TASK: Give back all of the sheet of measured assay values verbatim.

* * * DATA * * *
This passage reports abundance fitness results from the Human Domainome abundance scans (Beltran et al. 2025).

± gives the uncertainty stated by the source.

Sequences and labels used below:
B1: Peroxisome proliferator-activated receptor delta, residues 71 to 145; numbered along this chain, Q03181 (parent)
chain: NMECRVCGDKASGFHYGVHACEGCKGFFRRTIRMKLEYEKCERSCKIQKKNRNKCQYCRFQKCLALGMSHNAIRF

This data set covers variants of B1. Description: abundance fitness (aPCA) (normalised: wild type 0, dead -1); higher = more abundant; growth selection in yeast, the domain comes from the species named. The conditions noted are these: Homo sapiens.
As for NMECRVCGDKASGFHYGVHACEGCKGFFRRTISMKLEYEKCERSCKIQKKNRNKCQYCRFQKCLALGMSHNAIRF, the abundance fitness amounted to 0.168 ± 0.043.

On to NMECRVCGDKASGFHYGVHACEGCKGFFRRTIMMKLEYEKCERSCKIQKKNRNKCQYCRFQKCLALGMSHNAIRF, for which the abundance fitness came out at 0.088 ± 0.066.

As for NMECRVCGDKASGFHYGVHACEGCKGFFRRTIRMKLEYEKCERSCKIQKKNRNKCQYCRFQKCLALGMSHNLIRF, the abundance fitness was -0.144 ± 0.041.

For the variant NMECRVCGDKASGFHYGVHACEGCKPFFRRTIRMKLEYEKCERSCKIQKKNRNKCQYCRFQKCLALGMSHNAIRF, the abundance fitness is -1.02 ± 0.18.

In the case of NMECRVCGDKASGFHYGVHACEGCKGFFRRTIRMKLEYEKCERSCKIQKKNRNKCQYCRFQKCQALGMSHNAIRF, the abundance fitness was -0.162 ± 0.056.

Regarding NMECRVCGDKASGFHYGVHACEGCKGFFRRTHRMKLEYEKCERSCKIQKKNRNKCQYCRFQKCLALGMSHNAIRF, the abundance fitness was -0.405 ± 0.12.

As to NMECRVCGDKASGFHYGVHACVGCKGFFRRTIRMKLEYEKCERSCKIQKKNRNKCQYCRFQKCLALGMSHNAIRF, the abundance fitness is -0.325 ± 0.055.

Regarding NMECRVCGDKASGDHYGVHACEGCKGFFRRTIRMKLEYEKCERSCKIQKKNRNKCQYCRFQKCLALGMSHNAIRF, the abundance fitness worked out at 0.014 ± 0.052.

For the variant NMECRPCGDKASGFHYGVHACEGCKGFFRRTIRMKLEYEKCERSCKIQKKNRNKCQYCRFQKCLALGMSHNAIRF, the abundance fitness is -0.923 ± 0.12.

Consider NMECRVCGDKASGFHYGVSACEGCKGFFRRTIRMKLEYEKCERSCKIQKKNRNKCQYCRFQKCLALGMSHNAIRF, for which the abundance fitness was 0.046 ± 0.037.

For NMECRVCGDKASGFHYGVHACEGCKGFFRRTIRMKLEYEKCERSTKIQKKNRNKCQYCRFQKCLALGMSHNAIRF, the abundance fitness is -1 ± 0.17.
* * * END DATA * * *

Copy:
This passage reports abundance fitness results from the Human Domainome abundance scans (Beltran et al. 2025).

± gives the uncertainty stated by the source.

Sequences and labels used below:
B1: Peroxisome proliferator-activated receptor delta, residues 71 to 145; numbered along this chain, Q03181 (parent)
chain: NMECRVCGDKASGFHYGVHACEGCKGFFRRTIRMKLEYEKCERSCKIQKKNRNKCQYCRFQKCLALGMSHNAIRF

This data set covers variants of B1. Description: abundance fitness (aPCA) (normalised: wild type 0, dead -1); higher = more abundant; growth selection in yeast, the domain comes from the species named. The conditions noted are these: Homo sapiens.
As for NMECRVCGDKASGFHYGVHACEGCKGFFRRTISMKLEYEKCERSCKIQKKNRNKCQYCRFQKCLALGMSHNAIRF, the abundance fitness amounted to 0.168 ± 0.043.

On to NMECRVCGDKASGFHYGVHACEGCKGFFRRTIMMKLEYEKCERSCKIQKKNRNKCQYCRFQKCLALGMSHNAIRF, for which the abundance fitness came out at 0.088 ± 0.066.

As for NMECRVCGDKASGFHYGVHACEGCKGFFRRTIRMKLEYEKCERSCKIQKKNRNKCQYCRFQKCLALGMSHNLIRF, the abundance fitness was -0.144 ± 0.041.

For the variant NMECRVCGDKASGFHYGVHACEGCKPFFRRTIRMKLEYEKCERSCKIQKKNRNKCQYCRFQKCLALGMSHNAIRF, the abundance fitness is -1.02 ± 0.18.

In the case of NMECRVCGDKASGFHYGVHACEGCKGFFRRTIRMKLEYEKCERSCKIQKKNRNKCQYCRFQKCQALGMSHNAIRF, the abundance fitness was -0.162 ± 0.056.

Regarding NMECRVCGDKASGFHYGVHACEGCKGFFRRTHRMKLEYEKCERSCKIQKKNRNKCQYCRFQKCLALGMSHNAIRF, the abundance fitness was -0.405 ± 0.12.

As to NMECRVCGDKASGFHYGVHACVGCKGFFRRTIRMKLEYEKCERSCKIQKKNRNKCQYCRFQKCLALGMSHNAIRF, the abundance fitness is -0.325 ± 0.055.

Regarding NMECRVCGDKASGDHYGVHACEGCKGFFRRTIRMKLEYEKCERSCKIQKKNRNKCQYCRFQKCLALGMSHNAIRF, the abundance fitness worked out at 0.014 ± 0.052.

For the variant NMECRPCGDKASGFHYGVHACEGCKGFFRRTIRMKLEYEKCERSCKIQKKNRNKCQYCRFQKCLALGMSHNAIRF, the abundance fitness is -0.923 ± 0.12.

Consider NMECRVCGDKASGFHYGVSACEGCKGFFRRTIRMKLEYEKCERSCKIQKKNRNKCQYCRFQKCLALGMSHNAIRF, for which the abundance fitness was 0.046 ± 0.037.

For NMECRVCGDKASGFHYGVHACEGCKGFFRRTIRMKLEYEKCERSTKIQKKNRNKCQYCRFQKCLALGMSHNAIRF, the abundance fitness is -1 ± 0.17.